Parents of Grown Offspring (POGO) offers constructive, supportive strategies for family issues.

 Barbara Greenleaf

Barbara Greenleaf

Welcome to POGO 2018! You may notice a few changes in the website: I’ve organized our articles into categories to help you find them more easily, and I’ve added a search bar to assist in the process. I’ve also added a new feature, “It Works for Me,” in which readers pass along their personal successes with their adult children, and I invite you to share yours.
      Also new in 2018 is our coverage of the divorce/adult child equation. In the past we’ve looked at blended family issues, but now we’re going to cover “gray divorce,” your children’s divorce, and grand-parenting in the age of divorce. Here’s the first in the series, Divorce After a Long-Term Marriage, which explores the aftereffects of the split on all members of an adult family.
      I’ve also started to ask readers to serve as sometime panelists for the sticky situation scenarios. Just let me know if you would like to put in your two cents, and I’ll call you for your comments. In this issue the first panel is weighing in on how clashing concepts privacy and space blew up in one father’s face in Too Close for Comfort?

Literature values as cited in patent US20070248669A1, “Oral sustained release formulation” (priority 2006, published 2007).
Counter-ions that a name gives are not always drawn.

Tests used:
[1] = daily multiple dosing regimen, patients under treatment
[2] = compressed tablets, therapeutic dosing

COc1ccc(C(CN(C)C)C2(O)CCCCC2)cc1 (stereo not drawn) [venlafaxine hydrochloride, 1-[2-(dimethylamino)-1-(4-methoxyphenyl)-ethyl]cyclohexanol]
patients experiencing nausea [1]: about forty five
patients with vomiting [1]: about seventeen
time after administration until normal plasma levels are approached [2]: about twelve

One thing that will not change in 2018 is hearing from the world of entertainment, literature, music, and humor. In this issue I am delighted to recommend a good read, The Bridge Ladies, by Betsy Lerner. This funny, touching, and insightful memoir describes how one middle-aged daughter and her elderly mother finally came together over a good game of cards.
     Wishing you all good things in the new year,

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It Works for Me

Economic Responsibility

Every year on their birthdays, I give my grown children one hour with a financial planner. It’s peace of mind for me and a healthy dose of “adulating” for them.

- Janey P., New Orleans


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